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President Bars Racial Profiling Except for Nat’l Security Cases

By Eric Lichtblau


President Bush issued guidelines on Tuesday barring federal agents from using race or ethnicity in their routine investigations.

But the policy carves out clear exemptions for investigations involving terrorism and national security matters.

The policy governs the conduct of 70 federal law enforcement agencies. A narcotics agent, for instance, cannot focus on a specific neighborhood simply because of its racial make-up, the policy states.

In national security operations, however, the policy allows agents to use race and ethnicity in “narrow” circumstances to help “identify terrorist threats and stop potential catastrophic attacks,” officials said.

Immigration officials, for instance, will continue to be able to require visitors from largely Middle Eastern countries to register with the government.

And if intelligence officials had information indicating that terrorists of a certain ethnic group planned to hijack a plane next week in California, authorities could impose “heightened scrutiny” on men of that ethnicity who boarded planes in that area, officials said.

Arab-American and civil rights groups said that the loopholes in the White House policy would give the authorities legal justification to single out Middle Easterners and others who may fall under suspicion, and they questioned whether the new policy -- issued as “guidance” -- would be aggressively enforced.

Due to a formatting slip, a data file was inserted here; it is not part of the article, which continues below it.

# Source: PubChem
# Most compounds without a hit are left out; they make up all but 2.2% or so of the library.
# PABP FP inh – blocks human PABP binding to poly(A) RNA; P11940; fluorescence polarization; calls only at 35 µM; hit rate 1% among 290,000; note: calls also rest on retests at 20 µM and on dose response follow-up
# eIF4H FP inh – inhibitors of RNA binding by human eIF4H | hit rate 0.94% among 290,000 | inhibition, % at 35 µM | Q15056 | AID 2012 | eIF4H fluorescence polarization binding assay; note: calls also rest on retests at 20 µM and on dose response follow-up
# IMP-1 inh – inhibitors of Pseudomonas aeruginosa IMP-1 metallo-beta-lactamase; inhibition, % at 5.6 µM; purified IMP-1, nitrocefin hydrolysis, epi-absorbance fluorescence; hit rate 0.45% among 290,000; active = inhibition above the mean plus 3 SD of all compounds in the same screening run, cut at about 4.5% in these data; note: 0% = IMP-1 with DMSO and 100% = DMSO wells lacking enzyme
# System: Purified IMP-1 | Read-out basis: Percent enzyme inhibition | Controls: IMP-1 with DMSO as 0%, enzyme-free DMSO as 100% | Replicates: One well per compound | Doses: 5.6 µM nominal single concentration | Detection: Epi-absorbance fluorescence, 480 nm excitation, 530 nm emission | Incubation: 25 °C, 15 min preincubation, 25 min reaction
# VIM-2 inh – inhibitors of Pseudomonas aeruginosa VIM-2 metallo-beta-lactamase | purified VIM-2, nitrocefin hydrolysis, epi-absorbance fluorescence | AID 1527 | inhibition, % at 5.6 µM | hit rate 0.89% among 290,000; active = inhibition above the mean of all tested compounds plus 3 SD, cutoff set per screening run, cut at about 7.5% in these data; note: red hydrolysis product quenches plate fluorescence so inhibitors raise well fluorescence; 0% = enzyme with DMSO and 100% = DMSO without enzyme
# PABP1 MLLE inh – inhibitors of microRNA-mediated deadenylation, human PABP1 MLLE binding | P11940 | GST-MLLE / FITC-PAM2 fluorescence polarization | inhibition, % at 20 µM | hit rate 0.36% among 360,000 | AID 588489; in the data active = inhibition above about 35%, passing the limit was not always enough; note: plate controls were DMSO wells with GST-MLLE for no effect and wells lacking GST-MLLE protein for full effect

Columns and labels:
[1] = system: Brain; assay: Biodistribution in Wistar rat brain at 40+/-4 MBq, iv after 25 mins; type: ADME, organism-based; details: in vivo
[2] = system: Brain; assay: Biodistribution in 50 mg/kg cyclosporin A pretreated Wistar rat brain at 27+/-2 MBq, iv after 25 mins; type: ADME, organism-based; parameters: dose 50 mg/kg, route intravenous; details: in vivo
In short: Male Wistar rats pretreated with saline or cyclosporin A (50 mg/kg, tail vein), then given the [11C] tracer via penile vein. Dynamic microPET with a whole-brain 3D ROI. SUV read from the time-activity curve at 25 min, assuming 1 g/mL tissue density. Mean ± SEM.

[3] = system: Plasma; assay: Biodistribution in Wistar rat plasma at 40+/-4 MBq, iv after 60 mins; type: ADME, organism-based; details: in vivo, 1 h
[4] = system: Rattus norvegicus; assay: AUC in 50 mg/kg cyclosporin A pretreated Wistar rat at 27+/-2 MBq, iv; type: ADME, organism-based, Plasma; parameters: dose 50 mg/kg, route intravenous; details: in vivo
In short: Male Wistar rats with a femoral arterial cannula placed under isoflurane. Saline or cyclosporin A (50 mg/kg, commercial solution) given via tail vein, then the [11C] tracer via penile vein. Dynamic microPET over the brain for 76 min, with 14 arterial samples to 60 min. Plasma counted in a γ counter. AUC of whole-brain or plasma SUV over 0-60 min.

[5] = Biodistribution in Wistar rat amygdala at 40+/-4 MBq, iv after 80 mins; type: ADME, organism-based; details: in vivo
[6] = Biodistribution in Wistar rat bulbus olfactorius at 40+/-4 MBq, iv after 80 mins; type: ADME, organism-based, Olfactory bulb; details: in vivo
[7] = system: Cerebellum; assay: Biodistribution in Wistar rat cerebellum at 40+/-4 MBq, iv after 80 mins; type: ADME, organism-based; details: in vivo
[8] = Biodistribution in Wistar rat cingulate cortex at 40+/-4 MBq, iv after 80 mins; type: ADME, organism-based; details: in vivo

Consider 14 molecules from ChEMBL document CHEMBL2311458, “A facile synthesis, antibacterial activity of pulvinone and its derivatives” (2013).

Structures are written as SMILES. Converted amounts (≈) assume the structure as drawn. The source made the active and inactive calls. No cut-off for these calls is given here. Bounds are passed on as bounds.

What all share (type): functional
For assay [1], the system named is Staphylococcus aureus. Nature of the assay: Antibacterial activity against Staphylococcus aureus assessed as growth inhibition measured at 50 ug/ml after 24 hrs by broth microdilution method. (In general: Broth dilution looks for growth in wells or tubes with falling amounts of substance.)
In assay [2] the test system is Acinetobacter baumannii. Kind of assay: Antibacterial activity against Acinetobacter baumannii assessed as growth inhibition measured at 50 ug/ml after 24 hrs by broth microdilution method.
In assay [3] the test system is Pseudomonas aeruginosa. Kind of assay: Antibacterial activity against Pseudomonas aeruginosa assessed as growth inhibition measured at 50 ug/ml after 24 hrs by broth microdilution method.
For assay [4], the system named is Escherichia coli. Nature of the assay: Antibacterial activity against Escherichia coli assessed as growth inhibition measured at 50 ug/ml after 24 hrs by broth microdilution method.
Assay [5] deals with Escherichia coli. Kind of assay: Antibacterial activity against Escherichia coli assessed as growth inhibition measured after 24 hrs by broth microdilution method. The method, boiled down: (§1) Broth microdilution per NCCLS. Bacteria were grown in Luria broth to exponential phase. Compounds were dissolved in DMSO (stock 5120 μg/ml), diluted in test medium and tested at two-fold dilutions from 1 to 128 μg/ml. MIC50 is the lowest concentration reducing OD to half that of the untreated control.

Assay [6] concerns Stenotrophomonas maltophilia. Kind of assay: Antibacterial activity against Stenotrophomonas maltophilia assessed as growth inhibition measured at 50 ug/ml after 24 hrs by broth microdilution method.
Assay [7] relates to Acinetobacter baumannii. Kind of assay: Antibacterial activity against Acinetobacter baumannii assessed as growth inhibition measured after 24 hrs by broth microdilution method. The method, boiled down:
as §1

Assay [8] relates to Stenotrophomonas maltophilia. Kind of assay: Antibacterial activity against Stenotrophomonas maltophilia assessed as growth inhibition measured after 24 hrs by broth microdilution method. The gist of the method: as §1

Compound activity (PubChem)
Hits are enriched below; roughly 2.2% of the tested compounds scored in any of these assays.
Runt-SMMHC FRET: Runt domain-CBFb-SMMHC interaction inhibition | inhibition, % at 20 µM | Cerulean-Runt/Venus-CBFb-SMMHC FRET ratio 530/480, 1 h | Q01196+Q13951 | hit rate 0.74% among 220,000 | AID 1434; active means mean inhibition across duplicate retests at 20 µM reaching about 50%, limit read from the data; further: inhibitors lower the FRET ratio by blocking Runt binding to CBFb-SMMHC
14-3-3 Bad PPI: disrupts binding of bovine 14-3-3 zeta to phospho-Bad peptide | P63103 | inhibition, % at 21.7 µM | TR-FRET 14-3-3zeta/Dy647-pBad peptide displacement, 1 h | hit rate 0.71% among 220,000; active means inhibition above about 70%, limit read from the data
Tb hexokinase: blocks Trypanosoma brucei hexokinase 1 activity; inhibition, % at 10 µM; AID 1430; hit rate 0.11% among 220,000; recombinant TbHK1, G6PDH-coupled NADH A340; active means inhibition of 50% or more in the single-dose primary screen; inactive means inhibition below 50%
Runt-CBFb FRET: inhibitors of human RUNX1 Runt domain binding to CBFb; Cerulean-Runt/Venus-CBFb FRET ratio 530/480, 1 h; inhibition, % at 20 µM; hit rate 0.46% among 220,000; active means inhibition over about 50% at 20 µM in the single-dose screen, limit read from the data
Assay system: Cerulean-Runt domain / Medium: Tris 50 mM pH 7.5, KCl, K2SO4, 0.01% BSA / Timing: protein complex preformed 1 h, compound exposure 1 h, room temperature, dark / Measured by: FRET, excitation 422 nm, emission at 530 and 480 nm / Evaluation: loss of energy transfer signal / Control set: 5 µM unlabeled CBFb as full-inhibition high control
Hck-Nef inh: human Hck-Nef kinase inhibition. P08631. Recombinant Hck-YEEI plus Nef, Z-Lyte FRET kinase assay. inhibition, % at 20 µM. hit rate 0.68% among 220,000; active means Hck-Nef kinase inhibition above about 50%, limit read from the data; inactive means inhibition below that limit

“This policy acknowledges racial profiling as a national concern, but it does nothing to stop it,” Laura Murphy, director of the Washington office of the American Civil Liberties Union, said in an interview. “It’s largely a rhetorical statement. The administration is trying to soften its image, but it’s smoke and mirrors.”

“The way the president looks at it,” a White House spokesman, Scott McClellan, said, “this is about stopping the abuses of a few, and the action on Tuesday should only strengthen the public’s confidence that the vast majority of law enforcement officials have earned and deserve credit for the job they do in protecting Americans.”

The policy lays out two distinct sets of guidelines: a broad prohibition on profiling in traditional and often routine law enforcement investigations; and a looser set of standards for national security cases.